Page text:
An Incomplete Summer Camp Reading List: Ursula Le Guin, Neil Gaiman & More

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If you’re a kid, you’re already dreaming about summer. You’re outside with friends, sculpting sand castles and, of course, you’re not in school. Maybe, in your February dreams, you’re already at summer camp, finally reading all those great books you didn’t even know about. As if it’s a dream come true, we’ve put together a not at-all-exhaustive list of book series to keep you busy at camp this summer.

First is Ursula Le Guin’s Earthsea series. Like most modern fantasy stories, this is one of a hero’s journey—but one that will turn your idea of the hero’s journey in literature on its head. It’s been described as an “anti-Narnia,” Le Guin herself having noted that the spirituality in the series is based not on Christian ideals, but on Daoism. The series also features the gold standard for dragons in literature and a wizard academy. Think Harry Potter, but 30 years earlier and—maybe—better.

Jesse from BookHampton in East Hampton recommends the Throne of Glass series by Sarah J. Mass. This ongoing series stars Celaena Sardothien, a famous assassin rescued from prison by a king who happens to be searching for an assassin for his personal use. Celaena then enters a competition against other shady characters. Jesse says this epic fantasy series is great for fans of The Hunger Games.

For a more modern series, try Maryrose Wood’s series, The Incorrigible Children of Ashton Place. This one is great for fans of Lemony Snicket and the Mysterious Benedict Society. It’s a hilarious Victorian mystery series in which three children are found in the woods of Ashton Place and brought under the supervision of Miss Penelope Lumley. You might just howl with laughter as they howl at the moon. Read the first five because the sixth will hit bookstores in August.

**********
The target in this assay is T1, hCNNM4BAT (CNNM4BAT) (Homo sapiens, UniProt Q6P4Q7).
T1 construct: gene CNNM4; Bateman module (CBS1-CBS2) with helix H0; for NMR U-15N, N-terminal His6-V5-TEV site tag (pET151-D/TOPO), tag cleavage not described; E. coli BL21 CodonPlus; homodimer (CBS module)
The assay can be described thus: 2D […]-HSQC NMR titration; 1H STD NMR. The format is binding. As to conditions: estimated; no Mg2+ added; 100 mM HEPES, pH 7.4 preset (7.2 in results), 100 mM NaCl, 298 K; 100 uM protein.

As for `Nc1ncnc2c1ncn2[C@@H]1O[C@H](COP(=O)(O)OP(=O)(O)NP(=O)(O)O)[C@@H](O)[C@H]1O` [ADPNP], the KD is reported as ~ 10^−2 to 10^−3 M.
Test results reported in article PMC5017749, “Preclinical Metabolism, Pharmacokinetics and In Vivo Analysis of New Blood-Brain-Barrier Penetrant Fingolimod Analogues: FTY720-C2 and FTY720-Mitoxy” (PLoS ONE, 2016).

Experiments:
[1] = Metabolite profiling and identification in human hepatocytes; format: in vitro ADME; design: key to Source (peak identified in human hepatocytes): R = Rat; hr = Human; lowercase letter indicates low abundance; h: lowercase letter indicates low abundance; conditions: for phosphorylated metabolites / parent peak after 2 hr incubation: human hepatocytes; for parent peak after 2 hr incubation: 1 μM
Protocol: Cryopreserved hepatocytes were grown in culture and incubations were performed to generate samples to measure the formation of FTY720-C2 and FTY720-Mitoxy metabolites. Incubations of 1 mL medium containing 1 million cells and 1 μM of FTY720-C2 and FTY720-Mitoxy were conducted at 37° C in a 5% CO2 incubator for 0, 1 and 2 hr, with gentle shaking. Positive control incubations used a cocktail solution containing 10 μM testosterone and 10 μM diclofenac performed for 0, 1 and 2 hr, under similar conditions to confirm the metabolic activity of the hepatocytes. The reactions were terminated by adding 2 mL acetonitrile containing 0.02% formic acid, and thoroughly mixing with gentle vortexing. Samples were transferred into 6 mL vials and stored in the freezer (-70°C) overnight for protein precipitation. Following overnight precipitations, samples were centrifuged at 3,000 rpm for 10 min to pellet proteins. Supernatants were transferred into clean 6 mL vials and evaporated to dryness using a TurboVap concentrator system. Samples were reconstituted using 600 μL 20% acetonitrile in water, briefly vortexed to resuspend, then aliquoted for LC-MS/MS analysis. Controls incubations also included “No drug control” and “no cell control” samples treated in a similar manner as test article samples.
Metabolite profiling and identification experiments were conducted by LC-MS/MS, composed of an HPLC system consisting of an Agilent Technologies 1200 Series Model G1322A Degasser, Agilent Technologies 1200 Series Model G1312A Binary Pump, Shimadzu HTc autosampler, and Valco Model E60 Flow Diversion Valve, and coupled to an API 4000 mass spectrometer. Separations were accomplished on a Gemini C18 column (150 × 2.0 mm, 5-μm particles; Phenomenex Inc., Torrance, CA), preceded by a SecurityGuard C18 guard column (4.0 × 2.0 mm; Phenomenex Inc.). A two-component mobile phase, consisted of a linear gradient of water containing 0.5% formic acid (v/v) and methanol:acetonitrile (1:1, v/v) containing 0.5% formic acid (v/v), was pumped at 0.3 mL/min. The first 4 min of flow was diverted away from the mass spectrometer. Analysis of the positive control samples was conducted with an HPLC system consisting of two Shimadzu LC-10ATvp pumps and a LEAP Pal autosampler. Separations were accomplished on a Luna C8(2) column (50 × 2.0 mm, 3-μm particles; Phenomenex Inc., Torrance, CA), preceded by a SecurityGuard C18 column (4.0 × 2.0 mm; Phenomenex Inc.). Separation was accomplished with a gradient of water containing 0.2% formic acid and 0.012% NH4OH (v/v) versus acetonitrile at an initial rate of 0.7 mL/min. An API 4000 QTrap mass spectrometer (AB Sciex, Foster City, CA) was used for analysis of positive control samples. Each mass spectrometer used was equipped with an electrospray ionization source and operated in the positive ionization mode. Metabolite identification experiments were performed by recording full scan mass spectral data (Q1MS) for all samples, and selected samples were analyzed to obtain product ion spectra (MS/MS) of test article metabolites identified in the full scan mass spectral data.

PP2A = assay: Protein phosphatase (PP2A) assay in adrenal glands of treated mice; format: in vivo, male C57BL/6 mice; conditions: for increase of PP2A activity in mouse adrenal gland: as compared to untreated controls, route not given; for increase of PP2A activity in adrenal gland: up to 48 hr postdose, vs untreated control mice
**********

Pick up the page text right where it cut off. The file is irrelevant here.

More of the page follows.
For another modern series, but with a historical setting, give The Sixties Trilogy by Deborah Wiles a flip through. The series is set, as you may have guessed, in the 1960s, first in Maryland (Countdown), then in Mississippi (Revolution). The third book hasn’t been released yet. It’s a timely series and the author herself notes in the afterword, “At heart, Revolution is a story about what it means to be a citizen of this country, to live in a democracy, to be a member of a family.”

Gary Paulsen’s Brian’s Saga series is almost too perfect for summer camp. The five book series begins with Hatchet, in which Brian’s plane crashes in the Canadian wilderness. He’s forced to live off the land and learn to survive with his hatchet as his only tool. The series continues to follow Brian as he survives living in the wilderness.

Don’t want to commit to a series? There are more than enough stand-alone books to keep you busy while you’re away. How about Brown Girl Dreaming, the 2015 Newbery Medal, Coretta Scott King Book Award and National Book Award winner? Yeah, it’s that good. The novel, told in verse, is semi-autobiographical, following the author’s childhood as an African American girl growing up in the 1960s and ’70s in South Carolina and New York.

Jesse from BookHampton also recommends Raymie Nightingale by Kate DiCamillo. He says it’s a great summer story about three girls who enter a batontwirling contest in Central Florida. Raymie is determined to win the conversation in order to impress her father enough to get him to come home. It’s funny, sweet and perfect for summer.

Greg from Southampton Books recommends The Graveyard Book by Neil Gaiman. This book’s main character, Nobody Owen, was only a baby when he managed to escape to the nearby graveyard after his parents were taken away. In the graveyard, Nobody is raised by both friendly and unfriendly ghosts and grows up among an unlikely crew of spirits who both help to raise and protect him from those who would do him harm.

For the inquisitive summer camper always asking who, what, wherewhen and why, don’t pass on the nonfiction Who Was? series which consists of hundreds of slim volumes covering just about every topic and historical figure you can think of. What Was the Gold Rush? They’ll explain it. Who Was Andy Warhol? There’s a book about him. Where Is the Parthenon? They’ll tell you.

Always consult your local bookseller before making a final decision.

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